A new wave of Conservative MPs are expected to announce that they are quitting politics in the new year as poor polling numbers help convince more Tories to stand down.
Multiple Conservative MPs have told The Telegraph that some colleagues have admitted in private that they have decided to not seek re-election and will say so early next year.
Others are expecting colleagues to discuss standing down with their families over Christmas, with a minister predicting that many will conclude: “Screw this for a game of soldiers.”
Figures in Conservative Campaign Headquarters, which is planning the election campaign, and the Tory whips’ office are also braced for a flurry of new departures.
Some Tory MPs are even now privately expecting that more of their colleagues will stand down than before the 1997 general election, when Tony Blair and New Labour swept into Number 10.
In the run-up to the 1997 vote, some 75 Conservative MPs stood down. In this cycle, 52 Conservative MPs have done so, with possibly a year still to go before voting day.
Already this cycle’s number of departing Tory MPs has exceeded the figure in the general elections in 2001, 2005, 2010, 2015, 2017 and 2019.
The Telegraph talked to more than a dozen current and former Tory MPs, government insiders and party officials in a bid to assess the scale of what may be coming.
There is a universal expectation that more Conservatives will announce that they are quitting between now and the general election, which must be held by January 2025 at the latest.
Figures playing down the significance point to the tendency for MPs to have shorter parliamentary careers nowadays and the potential end of a Tory run in government that has lasted 13 years.
Others say the failure by Downing Street to improve the opinion polls, with the Tories still around 20 percentage points behind Labour, is a key factor in the rush for exit door.
There continues to be a focus on whether some Cabinet ministers with slim majorities could choose to bow out rather than face the prospect of being kicked out by the electorate.
Seats held by Jeremy Hunt, the Chancellor, Alex Chalk, the Justice Secretary, Gillian Keegan, the Education Secretary, and Lucy Frazer, the Culture Secretary, are all on opposition party target lists.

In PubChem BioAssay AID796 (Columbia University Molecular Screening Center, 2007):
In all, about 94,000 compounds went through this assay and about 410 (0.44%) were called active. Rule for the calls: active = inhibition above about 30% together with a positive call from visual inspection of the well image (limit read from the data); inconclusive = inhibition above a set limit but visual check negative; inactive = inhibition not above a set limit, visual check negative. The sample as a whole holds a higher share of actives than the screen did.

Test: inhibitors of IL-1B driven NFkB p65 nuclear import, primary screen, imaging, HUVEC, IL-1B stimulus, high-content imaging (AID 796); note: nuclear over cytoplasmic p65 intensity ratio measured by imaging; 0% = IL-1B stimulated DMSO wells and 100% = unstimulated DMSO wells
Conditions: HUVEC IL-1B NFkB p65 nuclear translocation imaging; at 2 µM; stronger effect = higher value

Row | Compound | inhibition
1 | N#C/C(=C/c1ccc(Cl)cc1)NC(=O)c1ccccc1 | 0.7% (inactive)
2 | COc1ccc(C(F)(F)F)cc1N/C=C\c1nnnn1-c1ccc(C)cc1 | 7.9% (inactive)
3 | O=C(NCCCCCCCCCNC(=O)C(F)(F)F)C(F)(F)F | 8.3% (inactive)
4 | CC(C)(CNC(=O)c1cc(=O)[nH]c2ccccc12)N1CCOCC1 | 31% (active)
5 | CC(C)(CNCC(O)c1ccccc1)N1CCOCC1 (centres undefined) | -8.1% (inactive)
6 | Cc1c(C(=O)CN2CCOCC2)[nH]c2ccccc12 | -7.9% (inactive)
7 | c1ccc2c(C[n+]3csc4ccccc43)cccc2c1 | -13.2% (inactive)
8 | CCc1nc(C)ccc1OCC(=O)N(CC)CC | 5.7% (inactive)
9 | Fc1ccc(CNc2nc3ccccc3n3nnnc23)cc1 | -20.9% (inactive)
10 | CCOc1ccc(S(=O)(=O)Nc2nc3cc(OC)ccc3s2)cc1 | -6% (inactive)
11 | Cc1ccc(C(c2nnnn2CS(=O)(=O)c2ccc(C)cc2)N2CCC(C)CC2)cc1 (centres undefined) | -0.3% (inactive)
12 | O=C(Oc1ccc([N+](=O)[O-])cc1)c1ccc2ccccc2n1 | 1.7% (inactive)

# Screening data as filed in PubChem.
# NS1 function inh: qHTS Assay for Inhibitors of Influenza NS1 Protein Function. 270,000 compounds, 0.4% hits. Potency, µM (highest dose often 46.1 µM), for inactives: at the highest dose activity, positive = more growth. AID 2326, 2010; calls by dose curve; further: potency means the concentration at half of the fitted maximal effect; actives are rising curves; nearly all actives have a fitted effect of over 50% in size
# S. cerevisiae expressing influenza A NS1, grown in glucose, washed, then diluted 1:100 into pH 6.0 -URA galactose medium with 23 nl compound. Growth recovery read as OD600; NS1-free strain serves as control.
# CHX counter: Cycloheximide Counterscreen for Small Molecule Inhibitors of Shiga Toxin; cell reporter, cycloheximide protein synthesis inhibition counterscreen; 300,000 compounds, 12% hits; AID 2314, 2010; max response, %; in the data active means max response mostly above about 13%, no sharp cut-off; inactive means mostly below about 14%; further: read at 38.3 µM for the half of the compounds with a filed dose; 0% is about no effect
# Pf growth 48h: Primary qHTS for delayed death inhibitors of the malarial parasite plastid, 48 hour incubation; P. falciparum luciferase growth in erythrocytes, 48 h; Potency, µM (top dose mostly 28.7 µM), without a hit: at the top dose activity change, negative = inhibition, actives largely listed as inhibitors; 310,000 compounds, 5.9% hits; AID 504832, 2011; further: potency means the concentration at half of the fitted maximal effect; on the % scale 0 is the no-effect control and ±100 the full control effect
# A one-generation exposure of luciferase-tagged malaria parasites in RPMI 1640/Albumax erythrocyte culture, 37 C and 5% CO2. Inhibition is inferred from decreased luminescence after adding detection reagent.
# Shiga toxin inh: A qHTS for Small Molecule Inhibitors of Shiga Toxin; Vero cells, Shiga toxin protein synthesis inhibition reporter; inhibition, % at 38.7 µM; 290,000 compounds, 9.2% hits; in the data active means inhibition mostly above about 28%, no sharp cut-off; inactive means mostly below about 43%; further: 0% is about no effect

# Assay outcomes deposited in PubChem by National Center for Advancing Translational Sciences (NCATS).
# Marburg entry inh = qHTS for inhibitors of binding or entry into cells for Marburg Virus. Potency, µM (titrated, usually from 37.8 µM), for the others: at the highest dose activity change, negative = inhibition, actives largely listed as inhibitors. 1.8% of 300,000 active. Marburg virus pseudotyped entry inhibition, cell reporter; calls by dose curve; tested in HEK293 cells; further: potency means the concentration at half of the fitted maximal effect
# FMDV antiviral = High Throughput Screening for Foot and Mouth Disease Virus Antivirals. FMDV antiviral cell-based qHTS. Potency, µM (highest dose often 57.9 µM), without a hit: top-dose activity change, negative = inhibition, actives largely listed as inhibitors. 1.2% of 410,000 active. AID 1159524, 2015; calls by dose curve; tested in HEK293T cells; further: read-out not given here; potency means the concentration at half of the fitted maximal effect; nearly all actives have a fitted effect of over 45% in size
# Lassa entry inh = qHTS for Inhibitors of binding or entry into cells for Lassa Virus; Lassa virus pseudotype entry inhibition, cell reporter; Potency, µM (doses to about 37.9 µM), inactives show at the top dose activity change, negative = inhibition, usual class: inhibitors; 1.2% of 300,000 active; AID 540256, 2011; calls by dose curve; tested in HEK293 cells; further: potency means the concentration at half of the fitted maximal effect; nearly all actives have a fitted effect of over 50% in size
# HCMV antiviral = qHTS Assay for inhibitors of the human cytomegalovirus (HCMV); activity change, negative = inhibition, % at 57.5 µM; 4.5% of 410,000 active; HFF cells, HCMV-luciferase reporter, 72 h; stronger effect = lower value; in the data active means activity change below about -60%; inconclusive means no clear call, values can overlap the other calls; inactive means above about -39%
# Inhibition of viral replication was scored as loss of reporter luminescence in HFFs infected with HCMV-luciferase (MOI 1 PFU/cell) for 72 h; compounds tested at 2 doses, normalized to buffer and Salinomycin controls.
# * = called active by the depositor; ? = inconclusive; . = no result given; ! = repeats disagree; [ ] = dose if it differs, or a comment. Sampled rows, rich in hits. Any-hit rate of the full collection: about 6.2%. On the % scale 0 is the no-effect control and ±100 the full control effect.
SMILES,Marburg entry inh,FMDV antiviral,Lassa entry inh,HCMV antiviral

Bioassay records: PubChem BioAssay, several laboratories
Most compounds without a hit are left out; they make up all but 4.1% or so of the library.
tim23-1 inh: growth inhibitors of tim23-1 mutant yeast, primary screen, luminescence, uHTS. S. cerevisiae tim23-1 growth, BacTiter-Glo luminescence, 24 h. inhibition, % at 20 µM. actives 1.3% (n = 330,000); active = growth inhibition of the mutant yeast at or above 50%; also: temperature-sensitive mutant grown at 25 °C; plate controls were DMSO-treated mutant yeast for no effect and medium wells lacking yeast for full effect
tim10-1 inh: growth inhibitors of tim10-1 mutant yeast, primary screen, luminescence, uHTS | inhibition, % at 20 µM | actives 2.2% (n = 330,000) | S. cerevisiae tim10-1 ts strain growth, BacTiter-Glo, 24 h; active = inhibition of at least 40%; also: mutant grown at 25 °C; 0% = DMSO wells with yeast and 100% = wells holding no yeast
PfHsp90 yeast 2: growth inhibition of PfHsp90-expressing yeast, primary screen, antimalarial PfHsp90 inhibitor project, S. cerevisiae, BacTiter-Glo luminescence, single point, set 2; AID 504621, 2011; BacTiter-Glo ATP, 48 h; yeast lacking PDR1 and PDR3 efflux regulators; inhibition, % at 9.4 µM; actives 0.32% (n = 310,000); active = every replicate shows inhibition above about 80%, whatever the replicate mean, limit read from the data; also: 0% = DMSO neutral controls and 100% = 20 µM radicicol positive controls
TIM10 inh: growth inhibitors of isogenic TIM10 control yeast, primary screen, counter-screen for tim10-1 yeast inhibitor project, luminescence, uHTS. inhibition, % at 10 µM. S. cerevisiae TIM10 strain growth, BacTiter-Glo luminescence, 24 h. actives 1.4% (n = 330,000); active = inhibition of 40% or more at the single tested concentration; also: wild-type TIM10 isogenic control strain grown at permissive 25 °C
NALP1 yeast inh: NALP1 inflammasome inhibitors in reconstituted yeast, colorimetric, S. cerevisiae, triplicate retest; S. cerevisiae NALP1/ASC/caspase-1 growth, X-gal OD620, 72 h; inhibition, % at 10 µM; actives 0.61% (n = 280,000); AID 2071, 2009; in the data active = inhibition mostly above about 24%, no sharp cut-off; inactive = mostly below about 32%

Mr Hunt recently told The Telegraph that he was in “the fight of my life” to keep his seat in a battle with the Liberal Democrats, but categorically rejected speculation that he might stand down.
Knowing how many Tory MPs are preparing to announce their resignations, or are seriously considering doing so, is impossible to predict, given that such considerations are kept private.
Some Tory MPs, however, have told The Telegraph that they have been personally informed by colleagues that a departure announcement will be made in the new year.
One former Tory Cabinet minister claimed in recent weeks that four Conservative MPs had privately admitted they would be quitting politics, with announcements likely early next year.
“Right after Christmas you [will] get a lot more,” the source said, adding that the winter break gives each MP “a time to reflect on it, talk to your family”.
A Tory MP said: “I know that there are many who are toying with the idea of standing down and looking to announce that in the new year if that is what they conclude… They are very unhappy with the state of things, and they want to reflect over Christmas.”
Other Conservative MPs said they were not personally aware of more announcements coming, but many said they would not be surprised if that were the case.
Two distinct camps exist in this area, according to one former Tory whip – those MPs who have already decided to quit and those considering whether to stand again but running out of time to decide.
The source said: “A number of colleagues have already decided and are waiting for the new year to announce it. There is a chunk more who are genuinely undecided. They are probably waiting to get to Christmas, making an assessment of where they are.”
Two factors are significant, the source added. One is the recent Cabinet reshuffle, with Tory MPs on the back benches now more confident they will not return to government before the next election.
A second is the opinion polls. The latest opinion poll averages have Labour on 44 per cent of the vote and the Tories on 25 per cent. If that result were delivered at the general election, Labour would win a sizeable overall Commons majority.